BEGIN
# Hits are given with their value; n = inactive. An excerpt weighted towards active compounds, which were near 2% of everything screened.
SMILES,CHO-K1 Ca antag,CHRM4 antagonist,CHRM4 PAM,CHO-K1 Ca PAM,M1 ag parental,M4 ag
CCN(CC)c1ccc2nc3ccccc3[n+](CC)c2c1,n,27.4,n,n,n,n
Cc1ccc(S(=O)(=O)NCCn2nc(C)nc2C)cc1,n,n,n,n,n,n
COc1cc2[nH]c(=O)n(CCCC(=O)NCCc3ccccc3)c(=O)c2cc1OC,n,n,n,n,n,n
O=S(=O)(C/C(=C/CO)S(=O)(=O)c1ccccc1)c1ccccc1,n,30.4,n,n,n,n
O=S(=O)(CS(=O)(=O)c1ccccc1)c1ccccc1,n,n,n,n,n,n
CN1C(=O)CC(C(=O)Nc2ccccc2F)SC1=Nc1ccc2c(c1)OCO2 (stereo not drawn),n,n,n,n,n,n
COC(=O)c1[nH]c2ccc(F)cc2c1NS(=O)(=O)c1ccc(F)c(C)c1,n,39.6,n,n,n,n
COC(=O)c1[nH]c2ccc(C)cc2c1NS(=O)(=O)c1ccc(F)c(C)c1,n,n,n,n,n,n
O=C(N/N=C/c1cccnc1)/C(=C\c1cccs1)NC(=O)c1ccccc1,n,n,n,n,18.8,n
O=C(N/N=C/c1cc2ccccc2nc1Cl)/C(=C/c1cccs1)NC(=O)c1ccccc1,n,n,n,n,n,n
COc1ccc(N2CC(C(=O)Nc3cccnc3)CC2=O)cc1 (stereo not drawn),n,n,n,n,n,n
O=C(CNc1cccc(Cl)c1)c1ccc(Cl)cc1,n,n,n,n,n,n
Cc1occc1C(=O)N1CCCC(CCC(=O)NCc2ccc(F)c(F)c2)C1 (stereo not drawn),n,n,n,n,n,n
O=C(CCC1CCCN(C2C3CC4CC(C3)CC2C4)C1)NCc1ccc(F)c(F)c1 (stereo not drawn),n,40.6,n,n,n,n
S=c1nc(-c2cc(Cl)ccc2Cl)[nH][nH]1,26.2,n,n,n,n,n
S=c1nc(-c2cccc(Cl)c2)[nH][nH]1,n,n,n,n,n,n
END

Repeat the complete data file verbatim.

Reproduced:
# Hits are given with their value; n = inactive. An excerpt weighted towards active compounds, which were near 2% of everything screened.
SMILES,CHO-K1 Ca antag,CHRM4 antagonist,CHRM4 PAM,CHO-K1 Ca PAM,M1 ag parental,M4 ag
CCN(CC)c1ccc2nc3ccccc3[n+](CC)c2c1,n,27.4,n,n,n,n
Cc1ccc(S(=O)(=O)NCCn2nc(C)nc2C)cc1,n,n,n,n,n,n
COc1cc2[nH]c(=O)n(CCCC(=O)NCCc3ccccc3)c(=O)c2cc1OC,n,n,n,n,n,n
O=S(=O)(C/C(=C/CO)S(=O)(=O)c1ccccc1)c1ccccc1,n,30.4,n,n,n,n
O=S(=O)(CS(=O)(=O)c1ccccc1)c1ccccc1,n,n,n,n,n,n
CN1C(=O)CC(C(=O)Nc2ccccc2F)SC1=Nc1ccc2c(c1)OCO2 (stereo not drawn),n,n,n,n,n,n
COC(=O)c1[nH]c2ccc(F)cc2c1NS(=O)(=O)c1ccc(F)c(C)c1,n,39.6,n,n,n,n
COC(=O)c1[nH]c2ccc(C)cc2c1NS(=O)(=O)c1ccc(F)c(C)c1,n,n,n,n,n,n
O=C(N/N=C/c1cccnc1)/C(=C\c1cccs1)NC(=O)c1ccccc1,n,n,n,n,18.8,n
O=C(N/N=C/c1cc2ccccc2nc1Cl)/C(=C/c1cccs1)NC(=O)c1ccccc1,n,n,n,n,n,n
COc1ccc(N2CC(C(=O)Nc3cccnc3)CC2=O)cc1 (stereo not drawn),n,n,n,n,n,n
O=C(CNc1cccc(Cl)c1)c1ccc(Cl)cc1,n,n,n,n,n,n
Cc1occc1C(=O)N1CCCC(CCC(=O)NCc2ccc(F)c(F)c2)C1 (stereo not drawn),n,n,n,n,n,n
O=C(CCC1CCCN(C2C3CC4CC(C3)CC2C4)C1)NCc1ccc(F)c(F)c1 (stereo not drawn),n,40.6,n,n,n,n
S=c1nc(-c2cc(Cl)ccc2Cl)[nH][nH]1,26.2,n,n,n,n,n
S=c1nc(-c2cccc(Cl)c2)[nH][nH]1,n,n,n,n,n,n